We should have wondered why NASA wanted to send Mother and me into space. Too late now.
Bits and Pieces of My Life
Mom poked at the rocket’s intricate control panel to change my radio station, and whatever she hit sent us spinning out of control.
“Why must you always push my buttons,” I wailed as we hurtled aimlessly into deep space.
Aliens found and brought us to their planet, Oglonia. Their tongues licked us onto a chute off their spaceship. To speed our descent down a slippery slide, Oglonians below spat gobbets of lubricant. (I hoped that those were their mouths, and the goop dripping from our skin was just spit.)
Mother and I bounce-landed on a nubby, old sofa.
I surveyed the room. The kind of Sixties furniture I’d finally convinced Mom to dump in 1998 had been conjured up again, here. The kitchen boasted orange counters and matching avocado green appliances. I tried to open the fridge. Nothing lay behind the façades.
A tune piped in overhead.
Here's the story of a lovely lady
Who was bringing up three very lovely girls.
All of them had hair of gold, like their mother,
The youngest one in curls . . .
Oglonians had reconstructed the set of The Brady Bunch. So the Sixties television waves had reached this far out through the cosmos.
“Thirty years of progress wiped out overnight,” Mom said. “Swell.”
“Did we make any real progress?” I asked about the years since I turned thirteen.
“We’re in a diorama, like the cavemen in the Museum of Natural History,” Mother said.
Our fourth wall was a window. From the other side, Oglonians stared into our enclosure. We were caught in a weird warp of Brady Bunch, Candid Camera and Twilight Zone.
One of the little creatures slipped through a small flap in our stage set. He was a spongy thing the size of The Addams Family’s Cousin Itt. Like Alice, the housekeeper on the Brady Bunch show, he wore an apron.
“Bath time,” he told my mother.
“Mind your own beeswax.” She waved him off. “Goodness, he’s like a three-toed sloth without the toes.”
The creature slithered to my side of the exhibit.
“Sock it to me, Cindy,” he said.
I looked down at my handler, who came up to my crotch.
“My name is Carol.”
“No, Carol,” I corrected.
“Not Carol Burnett! She’s redhead. Your have Cindy-rella hair.”
“What are you called?” I asked.
Was he embarrassed at the personal question, or was that his name?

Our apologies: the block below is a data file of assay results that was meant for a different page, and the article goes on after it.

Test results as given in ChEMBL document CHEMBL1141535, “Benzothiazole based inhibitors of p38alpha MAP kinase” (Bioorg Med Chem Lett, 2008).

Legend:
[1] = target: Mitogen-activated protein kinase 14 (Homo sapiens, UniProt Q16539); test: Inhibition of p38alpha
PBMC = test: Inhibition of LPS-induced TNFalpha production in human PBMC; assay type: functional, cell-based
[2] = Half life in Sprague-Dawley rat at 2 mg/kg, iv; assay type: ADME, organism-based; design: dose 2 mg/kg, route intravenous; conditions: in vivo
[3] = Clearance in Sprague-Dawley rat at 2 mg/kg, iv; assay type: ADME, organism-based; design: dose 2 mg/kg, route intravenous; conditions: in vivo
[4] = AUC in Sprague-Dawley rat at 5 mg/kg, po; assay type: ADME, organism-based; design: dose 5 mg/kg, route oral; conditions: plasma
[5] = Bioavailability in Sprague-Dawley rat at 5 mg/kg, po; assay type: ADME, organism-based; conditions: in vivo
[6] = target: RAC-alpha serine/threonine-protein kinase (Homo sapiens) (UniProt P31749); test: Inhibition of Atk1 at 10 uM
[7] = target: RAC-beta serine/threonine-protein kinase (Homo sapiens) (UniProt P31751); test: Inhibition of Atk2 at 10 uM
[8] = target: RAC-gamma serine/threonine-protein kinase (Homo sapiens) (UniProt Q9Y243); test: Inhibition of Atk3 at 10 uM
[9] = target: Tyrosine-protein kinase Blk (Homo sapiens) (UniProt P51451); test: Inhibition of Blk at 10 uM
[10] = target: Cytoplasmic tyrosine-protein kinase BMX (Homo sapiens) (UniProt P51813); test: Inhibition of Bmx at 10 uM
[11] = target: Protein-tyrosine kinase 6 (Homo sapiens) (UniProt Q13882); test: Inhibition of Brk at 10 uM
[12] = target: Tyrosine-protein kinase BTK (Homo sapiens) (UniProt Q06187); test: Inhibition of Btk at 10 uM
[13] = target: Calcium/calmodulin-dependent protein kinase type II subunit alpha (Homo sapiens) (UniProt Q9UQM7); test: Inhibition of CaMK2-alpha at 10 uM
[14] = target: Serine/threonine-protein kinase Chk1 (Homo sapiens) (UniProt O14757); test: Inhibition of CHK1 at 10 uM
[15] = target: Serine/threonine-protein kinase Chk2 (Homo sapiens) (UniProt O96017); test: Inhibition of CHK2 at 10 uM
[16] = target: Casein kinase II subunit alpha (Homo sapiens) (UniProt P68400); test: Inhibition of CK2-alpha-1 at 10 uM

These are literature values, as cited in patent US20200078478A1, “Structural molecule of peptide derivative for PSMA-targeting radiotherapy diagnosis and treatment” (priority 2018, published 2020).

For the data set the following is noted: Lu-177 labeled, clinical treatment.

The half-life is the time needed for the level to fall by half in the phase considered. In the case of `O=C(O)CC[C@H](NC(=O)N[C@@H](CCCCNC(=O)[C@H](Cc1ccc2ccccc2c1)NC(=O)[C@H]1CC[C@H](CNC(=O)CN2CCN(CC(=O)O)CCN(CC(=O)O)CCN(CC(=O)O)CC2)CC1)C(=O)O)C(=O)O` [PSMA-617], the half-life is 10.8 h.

Throagcht hopped below my sofa until I grabbed and lifted him to my lap. Some of his juice stuck to my hand. I tentatively touched it with my tongue. Quite delicious, like cannoli cream with an aftertaste of licorice. He wrapped his soft tentacles around my thighs and brushed my hair with his teeth, cut bangs and curled two ponytails high on the side. Throagcht held up a mirror.
“Right on?” His eleven long-stemmed violet eyes peered up expectantly.
“Far out,” I tried. We were stuck in the past, like a video with the sound track delayed three decades. Life in the Sixties seemed so carefree, in retrospect. Could we enjoy ourselves more, this second chance to get the past right?
He slipped hip-hugging bellbottoms up my reluctant thighs, then smoothed an orange macramé poncho over my breasts. He’d knitted it from the glittery filaments Oglonian creatures left behind, a cobweb crossed by a rainbow.
My keeper studied his results, glowed watermelon pink, then turned tangerine, which contrasted nicely with his lilac eyes.
Mother scratched notes on hotel memo pads with library pencils.
“What are you doing, Mom?”
“Working on a memoir.”
“We’re stranded on a strange planet. No one’s ever going to read it.”
“So I can write the truth.”
Outside the glass, a guide spoke to a tour group. The leader sported a naval cap modeled after the Captain’s from Gilligan’s Island.
“This is a really great show,” the guide said. “Two specimens of the rare, wild milkmaid. Oddly, they call themselves humans, though they don’t have a wide range of hues. They’re accident-prone and cannot survive without a fluffy milk dog to rescue them. These two milkmaids lack a noisy, nosy dog, which is why we found them drifting alone through space. The young one in black may be a flying nun who flew a little too far from the convent.”
“No, she’s not a nun, even though she lives like one.” Mom said. “She can marry.”
“Maybe I will marry God.” I turned on my heel, exited through the front door and slammed it, shutting myself in a dark closet. I returned sheepishly to the set.